Re: [Discuss-sudbury-model] What about TV and Computer Games?

From: Richard Berlin <rberlin_at_pacbell.net>
Date: Sat Mar 1 18:56:01 2003

> I can see this is an important topic for you, Joe. I'm just pondering
> it out, myself. TV, with its constant shifting imagery and non-stop
> noise, drives me nuts...HOWEVER, if it weren't in the basement, it
> would be on all the time, because I'd turn it on and leave it on and
> sit and watch it, actually. Maybe that's why I doubt the value of it:
> because it's nothing but a detriment in my own life. If I argue and
> disagree, that will be the reason. But teachable. Someone convince me.

Disclaimer: my child is not yet three...so he faces a
different set of developmental issues then yours do.

I think he probably watches about four hours of TV a
day, and plays with the computer whenever we have the
patience to sit with him. The first time he touched
a computer he ripped three keys off within seconds.
Now he can actually use a mouse to point where he intends
and click on an object. I have no idea how he learned
this skill, just as I don't know how he learned to count.
One day a new skill just seems to show up out of nowhere.
(This is why, despite my questioning, I am absolutely
convinced that a Sudbury school is the only place for
him. His natural learning process is incredible. We
are honored when he invites us to "join in," as he
puts it. But he needs to be in control of the process and
most definitely doesn't need "experts" screwing with it.)

Some of the things that have come out of nowhere suggest a
*significant* benefit from his media experiences. For
example, watching Caillou, his favorite show, approximates
one of the benefits of age-mixing that he doesn't get
at daycare or home: he sees a kid who is developmentally
ahead of him, and who nevertheless has struggles and
uses his resources to overcome them. And unlike real
life, he gets a narrator who can explain the motivations
of the people he is seeing, e.g. "Caillou was very angry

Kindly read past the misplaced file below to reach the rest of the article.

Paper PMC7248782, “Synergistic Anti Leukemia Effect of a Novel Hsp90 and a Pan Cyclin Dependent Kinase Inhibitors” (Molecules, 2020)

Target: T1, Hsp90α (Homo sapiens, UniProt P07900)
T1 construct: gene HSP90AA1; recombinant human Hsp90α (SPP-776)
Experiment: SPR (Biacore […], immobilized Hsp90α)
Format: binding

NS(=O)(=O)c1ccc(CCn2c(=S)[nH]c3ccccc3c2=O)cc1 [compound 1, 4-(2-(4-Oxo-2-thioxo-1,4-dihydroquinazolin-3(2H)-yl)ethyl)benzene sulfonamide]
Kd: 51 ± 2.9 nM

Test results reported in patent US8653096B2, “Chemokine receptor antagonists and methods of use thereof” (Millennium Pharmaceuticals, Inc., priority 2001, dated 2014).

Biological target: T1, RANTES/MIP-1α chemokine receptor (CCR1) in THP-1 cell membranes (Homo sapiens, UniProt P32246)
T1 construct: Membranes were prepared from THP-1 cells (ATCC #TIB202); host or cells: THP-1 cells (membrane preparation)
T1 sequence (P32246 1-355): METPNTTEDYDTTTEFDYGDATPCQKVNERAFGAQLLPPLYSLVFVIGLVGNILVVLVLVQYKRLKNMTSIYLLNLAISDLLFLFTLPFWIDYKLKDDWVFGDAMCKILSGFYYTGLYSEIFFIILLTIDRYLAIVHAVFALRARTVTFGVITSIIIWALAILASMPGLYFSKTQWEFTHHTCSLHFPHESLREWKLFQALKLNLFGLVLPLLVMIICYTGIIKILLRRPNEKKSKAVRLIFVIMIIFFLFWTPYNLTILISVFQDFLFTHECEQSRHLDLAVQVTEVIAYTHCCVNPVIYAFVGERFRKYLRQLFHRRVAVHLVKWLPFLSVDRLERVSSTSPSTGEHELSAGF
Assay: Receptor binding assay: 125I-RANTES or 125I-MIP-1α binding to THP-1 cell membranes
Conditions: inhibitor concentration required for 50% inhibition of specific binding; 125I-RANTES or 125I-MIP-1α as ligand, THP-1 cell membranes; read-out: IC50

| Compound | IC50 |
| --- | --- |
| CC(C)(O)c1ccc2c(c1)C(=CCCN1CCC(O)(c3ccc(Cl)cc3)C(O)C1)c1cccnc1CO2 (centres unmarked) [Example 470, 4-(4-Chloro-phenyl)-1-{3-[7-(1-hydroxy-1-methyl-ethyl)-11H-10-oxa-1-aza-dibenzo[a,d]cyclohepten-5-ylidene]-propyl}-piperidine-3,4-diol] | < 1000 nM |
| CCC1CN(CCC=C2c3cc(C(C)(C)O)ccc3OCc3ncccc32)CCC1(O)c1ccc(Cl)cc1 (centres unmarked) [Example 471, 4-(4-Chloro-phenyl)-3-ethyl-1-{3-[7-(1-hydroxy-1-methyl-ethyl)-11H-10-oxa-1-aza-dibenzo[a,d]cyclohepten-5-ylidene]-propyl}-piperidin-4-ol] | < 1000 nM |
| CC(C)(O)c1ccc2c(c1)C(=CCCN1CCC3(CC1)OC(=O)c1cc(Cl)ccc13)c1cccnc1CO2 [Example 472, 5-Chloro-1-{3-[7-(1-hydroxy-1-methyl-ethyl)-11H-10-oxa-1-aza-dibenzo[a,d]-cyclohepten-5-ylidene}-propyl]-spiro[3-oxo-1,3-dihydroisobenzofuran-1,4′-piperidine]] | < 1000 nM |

because..." or "He loved it when the little dog obeyed
him" or "Caillou wished his mommy would put down the phone
and pay attention to him."

On the other hand, he doesn't get to choose the channel yet.
So the stuff he's absorbing or getting attached to is all "safe."
It's not violent, it's commercial free, and it's a mixture
of developmentally behind him, ahead of him, and on target.
At some point we will have to teach him about the ways the
media can be used to manipulate him, reassure ourselves that
he knows the difference between real life and TV, and trust
him to choose for himself. But that time is a ways off.

We get a *lot* of leverage out of TV, which we are able
to do only because know what he's watching. E.g. today when he
saw a piece of construction equipment and asked how it worked,
I could point to the augur on the end and say "the twisty part
makes holes in the ground, just like Noggindrill." He got it
immediately. And a good thing, too, because I had no idea how
I was going to explain it to him otherwise. (It wasn't drilling
at the time.)

Also today we had the exchange

        "Hey, Dada--that trolley is just like the one Mr. Rogers has!"

      "Is it really? I thought Trolley-Trolley was a different color.
         Isn't he red and yellow?"

        "You're right, it is a different color...and Trolley is smaller."

His world is *greatly* expanded beyond the experiences he can
have for himself; and as already mentioned, some of these are
experiences he could never have *safely* in the real world. I
think this is probably true regardless of age. Books expand his
world also, of course, but in a different way. Being read to is
a social occasion, for one thing, and books are much further
removed from real life than the moving, talking pictures are.

Finally, TV shows and videos are a slice of life that can be
observed over and over again until all of the nuances have been
caught. I don't think you could possibly overestimate the value
of being able to observe your own culture under a microscope that
way. I think he probably made us show him "Wallace and Gromit, A
Grand Day Out" about 200 times. Ditto with "Monsters, Inc."
And then of course there was the requirement that we act out
key scenes with him. I'm so glad we're done with "23-19!"
But I think he actually used that play to grapple with some
things that were frightening or beyond comprehension to him,
and he let go of the incessant replays only after the lesson
had been mastered.

I'm sorry, I can't give you any examples that are pertinent to
a child your age. But I hope that by illustrating some of the
learning that I've observed, it will begin to suggest avenues
for your own observation. I'll be curious to hear about what
you discover.

Cheers,

-- Rich
Received on Sat Mar 01 2003 - 18:55:58 EST

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